Canada has one of the highest incidence rates of inflammatory bowel disease in the world.
“We don’t know why, but Canada is one of the hotspots,” said Dr Mark Silverberg, gastroenterologist at Mount Sinai Hospital and the University of Toronto, during a webinar hosted by Benefits Canada and sponsored by Takeda Canada in November.
IBD is a lifelong chronic disease with no cure. The onset is typically age 16 to 30 and can cause intestinal inflammation, bleeding ulcers, anemia, weight loss and increased cancer risk. “If not treated adequately, it’s progressive and causes significant complications in a large percentage of patients,” said Silverberg.
IBD is an umbrella term for Crohn’s disease and ulcerative colitis. With Crohn’s disease, inflammation can occur in any portion of the gastrointestinal tract from the mouth to anus and can cause fistulas to develop, which can “connect organs that shouldn’t be connected — small bowel stuck to large bowel, small bowel stuck to the bladder or to the skin,” he said, noting this can make people quite ill and affect nutritional absorption.
Ulcerative colitis primarily affects the large intestine and can be characterized by 15 to 20 urgent and bloody bowel movements per day. Some patients may have incontinence and have accidents before they can get to a toilet, which can, not surprisingly, lead to significant issues with work performance and mental health.
Indeed, IBD is associated with a high workplace absenteeism rate and significantly reduced productivity, which are estimated to represent losses of more than a billion dollars in Canada.
Patients can have an aggressive disease course with frequent relapses and, conversely, some patients’ remissions can last much longer. IBD can be unpredictable, said Silverberg. “Unfortunately, we have very poor understanding of what leads to these flares and that triggers that lead to sudden recurrence after periods of remission.”
Silverberg has seen patients in his practice that started on early biologic therapy who have remained in remission, whereas other patients must cycle through multiple therapies until they find one that’s effective for them. Unfortunately, “we have very little idea why those types of things happen,” he said.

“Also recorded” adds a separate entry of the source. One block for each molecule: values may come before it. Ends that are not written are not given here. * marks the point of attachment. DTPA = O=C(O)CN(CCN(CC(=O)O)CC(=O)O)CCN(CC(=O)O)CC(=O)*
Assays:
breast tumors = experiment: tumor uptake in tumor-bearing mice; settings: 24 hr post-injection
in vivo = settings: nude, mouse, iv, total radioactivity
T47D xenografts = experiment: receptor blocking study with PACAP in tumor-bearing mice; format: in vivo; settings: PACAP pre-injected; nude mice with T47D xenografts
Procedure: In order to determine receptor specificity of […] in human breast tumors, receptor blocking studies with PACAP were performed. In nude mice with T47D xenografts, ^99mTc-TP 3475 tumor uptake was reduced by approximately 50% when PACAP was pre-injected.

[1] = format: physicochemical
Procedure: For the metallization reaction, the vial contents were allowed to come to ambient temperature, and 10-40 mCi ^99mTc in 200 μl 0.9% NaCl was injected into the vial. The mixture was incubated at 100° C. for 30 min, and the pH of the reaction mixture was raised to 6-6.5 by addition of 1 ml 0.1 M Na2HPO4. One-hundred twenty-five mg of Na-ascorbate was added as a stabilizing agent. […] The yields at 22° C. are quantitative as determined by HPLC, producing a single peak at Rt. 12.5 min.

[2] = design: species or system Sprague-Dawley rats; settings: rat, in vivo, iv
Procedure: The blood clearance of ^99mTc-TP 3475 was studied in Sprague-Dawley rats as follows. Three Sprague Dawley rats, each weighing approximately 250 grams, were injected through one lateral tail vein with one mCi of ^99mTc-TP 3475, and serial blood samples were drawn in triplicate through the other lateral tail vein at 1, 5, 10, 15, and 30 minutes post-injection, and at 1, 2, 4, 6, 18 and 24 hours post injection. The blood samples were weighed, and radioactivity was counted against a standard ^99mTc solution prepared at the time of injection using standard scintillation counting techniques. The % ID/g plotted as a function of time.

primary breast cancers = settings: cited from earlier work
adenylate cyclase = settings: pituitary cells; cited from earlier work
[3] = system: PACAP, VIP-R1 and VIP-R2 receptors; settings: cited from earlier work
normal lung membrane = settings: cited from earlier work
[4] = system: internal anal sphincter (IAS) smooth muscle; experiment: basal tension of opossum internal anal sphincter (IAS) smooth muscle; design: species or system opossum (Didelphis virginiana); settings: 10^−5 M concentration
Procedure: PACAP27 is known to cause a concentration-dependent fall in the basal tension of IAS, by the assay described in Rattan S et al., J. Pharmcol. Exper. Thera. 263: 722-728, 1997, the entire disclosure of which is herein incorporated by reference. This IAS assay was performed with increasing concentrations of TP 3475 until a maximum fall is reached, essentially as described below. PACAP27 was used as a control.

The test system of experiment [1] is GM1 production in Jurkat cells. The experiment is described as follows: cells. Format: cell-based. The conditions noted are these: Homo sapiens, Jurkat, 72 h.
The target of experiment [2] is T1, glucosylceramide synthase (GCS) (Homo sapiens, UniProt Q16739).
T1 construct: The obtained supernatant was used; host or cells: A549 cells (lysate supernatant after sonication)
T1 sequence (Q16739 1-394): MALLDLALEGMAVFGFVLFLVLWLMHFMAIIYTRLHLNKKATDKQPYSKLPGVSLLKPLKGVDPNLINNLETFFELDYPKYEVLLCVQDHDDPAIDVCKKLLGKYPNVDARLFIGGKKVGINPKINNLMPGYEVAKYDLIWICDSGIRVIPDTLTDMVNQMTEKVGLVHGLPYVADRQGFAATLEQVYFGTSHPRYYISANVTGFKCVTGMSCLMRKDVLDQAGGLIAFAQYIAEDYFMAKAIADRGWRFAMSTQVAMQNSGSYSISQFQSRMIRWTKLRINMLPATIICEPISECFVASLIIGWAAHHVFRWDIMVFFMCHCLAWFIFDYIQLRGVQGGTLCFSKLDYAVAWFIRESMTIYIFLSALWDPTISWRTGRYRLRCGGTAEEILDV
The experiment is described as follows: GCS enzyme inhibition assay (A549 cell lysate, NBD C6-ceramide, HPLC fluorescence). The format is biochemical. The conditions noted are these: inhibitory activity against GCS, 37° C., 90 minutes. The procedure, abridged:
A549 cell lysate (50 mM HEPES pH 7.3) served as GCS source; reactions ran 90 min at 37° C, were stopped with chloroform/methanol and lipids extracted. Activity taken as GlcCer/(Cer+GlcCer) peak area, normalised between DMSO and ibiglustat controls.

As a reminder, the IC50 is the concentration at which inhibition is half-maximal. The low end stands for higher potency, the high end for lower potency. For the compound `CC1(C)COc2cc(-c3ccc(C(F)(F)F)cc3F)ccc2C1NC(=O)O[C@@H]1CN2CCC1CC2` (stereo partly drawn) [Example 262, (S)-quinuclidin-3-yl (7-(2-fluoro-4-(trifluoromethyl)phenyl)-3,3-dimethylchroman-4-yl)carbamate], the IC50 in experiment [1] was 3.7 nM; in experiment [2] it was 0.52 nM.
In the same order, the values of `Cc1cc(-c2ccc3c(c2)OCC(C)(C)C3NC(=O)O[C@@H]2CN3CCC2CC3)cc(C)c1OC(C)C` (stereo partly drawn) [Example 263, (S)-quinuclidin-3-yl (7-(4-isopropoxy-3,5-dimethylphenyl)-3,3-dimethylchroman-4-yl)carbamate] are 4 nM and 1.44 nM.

IBD is complex and very difficult for experts to get a handle on. It’s heterogeneous and many pathways lead to intestinal inflammation. Due to the excellent research that’s gone on in this field, according to Silverberg, there are better therapies to control the disease. “Each of these therapies is quite unique and target a specific area of the inflammatory cascade.”
Biologics have been revolutionary for people with IBD, he said, referencing a study that showed treatment with biologics leads to a significant reduction in the rate of hospitalization and surgeries.
However, there’s no one-size-fits-all way to treat IBD patients. Each medication works very differently, said Silverberg, noting it’s a trial-and-error process. “And we don’t have a good way to know which drug to give to a particular patient. “
Anti tumor necrosis factor biologic drugs are extremely effective, he added, however they’re immunogenic, where the body sees them as foreign proteins and patients can develop antibodies that lead to loss of response to the medication. He reported that about a third to half of patients loose response to these drugs in the first year alone.
Some newer drugs are much less immunogenic, just as effective and safer, noted Silverberg, which is why they’re being sequenced more as a first line option. “If we can get a patient onto these drugs earlier in the course of the disease, they are generally more tolerable, which allows them to continue to take the drug and stay well longer.”
Silverberg recommended IBD patients have access to a range of medications because each works differently. He also suggested approval processes are optimized to allow patients to access treatment quickly, which can lead to improved outcomes.
When payers require patients to try treatments in a certain sequence or use only preferred drugs, months may go by where patients are on less effective therapies with greater side-effects, he said. And in the end, they may need to switch therapies anyway with negative repercussions in lost time.
Silverberg expressed concern that those who set coverage criteria may have very little experience and knowledge around the suffering of IBD patients and base their decisions on cost alone. “That’s just not an acceptable way to manage Crohn’s and colitis. If you don’t get it right at the beginning, these patients may suffer for the rest of their life.”
Plan sponsors can accommodate members with IBD by ensuring they have adequate toilet access, whether it be moving them close to a bathroom or allowing them to easily leave their work area to get to one. They can also allow modified work hours or flexibility for time off for medical appointments and consider adapting roles that can be challenging, such as being on the road or shift work.